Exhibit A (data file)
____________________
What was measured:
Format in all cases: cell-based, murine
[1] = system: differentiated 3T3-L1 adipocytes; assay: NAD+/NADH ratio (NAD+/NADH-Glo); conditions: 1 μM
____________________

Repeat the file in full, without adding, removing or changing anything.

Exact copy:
What was measured:
Format in all cases: cell-based, murine
[1] = system: differentiated 3T3-L1 adipocytes; assay: NAD+/NADH ratio (NAD+/NADH-Glo); conditions: 1 μM